One of the biggest misconceptions about the Blue, is that it’s a basshead headphone. I personally wouldn’t agree with this, and it’s definitely something that I saw many people referring to. Let’s go to the roots, what does “basshead” mean? I would consider “basshead” to be a headphone that can deliver sub-bass rumble, has tight punch and powerful impact delivery, and overall have a “controlled” bass.

“Why So Serious?” by Hans Zimmer is one of my standard testing tracks for sub-frequency response and sub-bass rumble. The dark track from Zimmer’s masterpiece score for The Dark Knight has several points where you can hear the deep low frequencies, however, it is around the 3:26 minute mark where there is a drop. During this drop you should be hearing sub-bass rumble pulsating.
While Dekoni Blue is capable of reproducing the sub-frequency tone, it doesn’t rumble.

“Had Some Drinks” by Two Feet is a track where you can clearly test how the headphone holds up with both bass quantity and sub-bass rumble. There is no question about the Blue filling space with sound (quantity), however, it doesn’t rumble. I will later explain why I think this is, and it has much more to do with the technical nature of the T50RP, rather than the sound signature.

M.O.O.N’s eponymous EP is a very enjoyable electronic album. The third track, “Hydrogen”, is the one that puts both the quality and definition to the test. The kick should remain clean and tight - the Blue rather represents it with more quantity and less definition. The kick has more presence and thus isn’t tight, it “takes up” more space in the mix.

In similar fashion, “Smoking Mirrors” by Lee Curtiss, should remain a clean beat. Although the clap isn’t in sync at all times, there are parts where the clap meets the kick, and this results to a clean uniform impact. However, Blue lets the kick go on even when the clap meets the kick, this is what I would refer to as “slow decay”.

One particular album where I enjoyed this type of bass response is “Music to listen to….” (too long album title) by Bring Me The Horizon.

The low region is definitely different from what I have heard up until this point. It is a bass response that has more presence, but doesn’t have much definition (doesn’t have tight punch and as powerful impact/delivery). The lower frequencies usually fill the mix with bass presence, this “takes up” more space in the mix. Another thing is that the Dekoni Blue definitely doesn’t rumble (unless turnt up to extreme volumes), here is why this is - if you ever saw a T50RP driver, you know that it is square-shaped and not of a very large size. This small sized speaker driver has limited capability to deliver these low frequencies, whereas larger planar-magnetic headphones (Hifiman, Audeze, Rosson Audio, Abyss, etc.) have the advantage of extended lower frequency response.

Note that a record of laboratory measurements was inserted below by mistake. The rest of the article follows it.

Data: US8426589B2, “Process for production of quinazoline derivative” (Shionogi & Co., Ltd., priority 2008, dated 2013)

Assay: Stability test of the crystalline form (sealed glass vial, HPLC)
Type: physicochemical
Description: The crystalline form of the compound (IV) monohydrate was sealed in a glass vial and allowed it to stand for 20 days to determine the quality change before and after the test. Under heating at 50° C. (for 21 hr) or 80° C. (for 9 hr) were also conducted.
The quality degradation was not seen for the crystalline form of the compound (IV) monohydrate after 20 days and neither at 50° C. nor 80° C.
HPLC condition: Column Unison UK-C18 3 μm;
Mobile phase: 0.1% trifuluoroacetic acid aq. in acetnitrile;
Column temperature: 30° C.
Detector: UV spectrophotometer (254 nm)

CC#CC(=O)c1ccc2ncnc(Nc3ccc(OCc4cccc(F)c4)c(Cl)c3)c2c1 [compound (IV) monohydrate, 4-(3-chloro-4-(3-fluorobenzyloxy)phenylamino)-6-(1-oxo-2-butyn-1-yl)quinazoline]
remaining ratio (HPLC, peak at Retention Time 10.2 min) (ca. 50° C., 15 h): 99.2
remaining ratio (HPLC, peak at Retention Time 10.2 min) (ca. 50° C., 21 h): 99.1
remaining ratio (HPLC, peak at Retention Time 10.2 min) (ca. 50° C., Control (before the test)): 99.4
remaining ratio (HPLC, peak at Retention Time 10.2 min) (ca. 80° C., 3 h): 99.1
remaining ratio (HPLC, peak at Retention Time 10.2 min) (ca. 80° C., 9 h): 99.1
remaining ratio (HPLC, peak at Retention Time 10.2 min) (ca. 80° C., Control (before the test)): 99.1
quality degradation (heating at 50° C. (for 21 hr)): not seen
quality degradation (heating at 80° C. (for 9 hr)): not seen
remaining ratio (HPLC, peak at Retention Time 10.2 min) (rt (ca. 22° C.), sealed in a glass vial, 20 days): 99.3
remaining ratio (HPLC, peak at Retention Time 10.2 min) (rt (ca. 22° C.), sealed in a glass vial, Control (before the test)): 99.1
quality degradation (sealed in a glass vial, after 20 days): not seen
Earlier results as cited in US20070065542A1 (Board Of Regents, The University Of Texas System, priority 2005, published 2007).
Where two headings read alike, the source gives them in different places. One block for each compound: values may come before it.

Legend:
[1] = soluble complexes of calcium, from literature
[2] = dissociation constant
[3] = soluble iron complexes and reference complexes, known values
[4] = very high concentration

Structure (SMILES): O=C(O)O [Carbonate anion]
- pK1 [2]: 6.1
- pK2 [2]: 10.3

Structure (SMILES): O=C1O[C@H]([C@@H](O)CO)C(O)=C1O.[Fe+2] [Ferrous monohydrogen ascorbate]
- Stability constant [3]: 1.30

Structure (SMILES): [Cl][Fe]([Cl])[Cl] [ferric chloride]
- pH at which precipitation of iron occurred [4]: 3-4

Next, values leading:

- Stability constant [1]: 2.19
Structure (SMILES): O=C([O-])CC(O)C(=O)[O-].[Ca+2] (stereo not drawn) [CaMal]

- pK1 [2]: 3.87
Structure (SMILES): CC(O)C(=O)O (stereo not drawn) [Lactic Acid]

The mid-range is best described as warm - the exact quality Dekoni was going for in terms of tonality in this model.
“Forget Her” by Jeff Buckley, a track that is leaning towards the brighter side, is a perfect one to listen for sibilance or piercing peaks. This can particularly be heard when Jeff hits the “s” or “sh” peaks -Blue tames these peaks down and stays far away from sibilance.

I found this also to be the case in the heavy metal genre - a genre that is known for being on the edge and being bright. “Crazy Train” by Ozzie Osbourne, “When a Blind Man Cries” and “Enter Sandman” by Metallica, and multiple songs by AC/DC, Iron Maiden, Black Sabbath, and Judas Priest, are all examples where this can be heard well. At no point did I encounter the Blue to hint any sign of sparkle, which essentially proves that Dekoni Audio’s description of what they did with the Blue is indeed correct: “The Dekoni Blue is warmer, smoother, and less fatiguing than its predecessor, making for hours of comfortable listening sessions”

I found myself enjoying some female artists such as Nina Simone, Freya Ridings, Demi Lovato, Sia, and even Gloria Gaynor. In particular, “Poison” from Freya Ridings and “Anyone” by Demi Lovato were two songs where I particularly enjoyed the upper mid-range.

“Bohemian Rhapsody” by Queen is a classic. While the overall presentation sounded good with the guitars, drums, and the piano, Freddie’s voice did sound a tad too warm and a bit recessed at the 2:17 minute mark - where Freddie sings “…face the truth”.

“Soldier of Fortune” by Deep Purple is another favorite of mine. Specifically the guitar introduction -the upper end sounds very nice and pleasant. The guitar plucks at the very beginning have pretty good timbre and tonality, just like a real guitar should sound like - yes, maybe the sparkle isn’t there, but they can very much be felt, which is definitely something I look for.

“Babe I’m Gonna Leave You” by Led Zeppelin is a highly dynamic and slightly intense track. The guitars here also sound superb - even when the track gets very busy and crowded, the Blue manages to keep up with the guitars. The same goes for Robert Plant’s vocals, but his voice is a little distant in the original recording.

All and all, the Dekoni Blue sounds the best in tracks that aren’t too busy, it is more than capable of keeping up with a very good guitar solo. The warm signature results to a fatigue-free listening experience, but this does take away from the details in the upper mid-range. I mainly found my comfort zone with the Dekoni Blue in modern music, especially mainstream pop and r&b.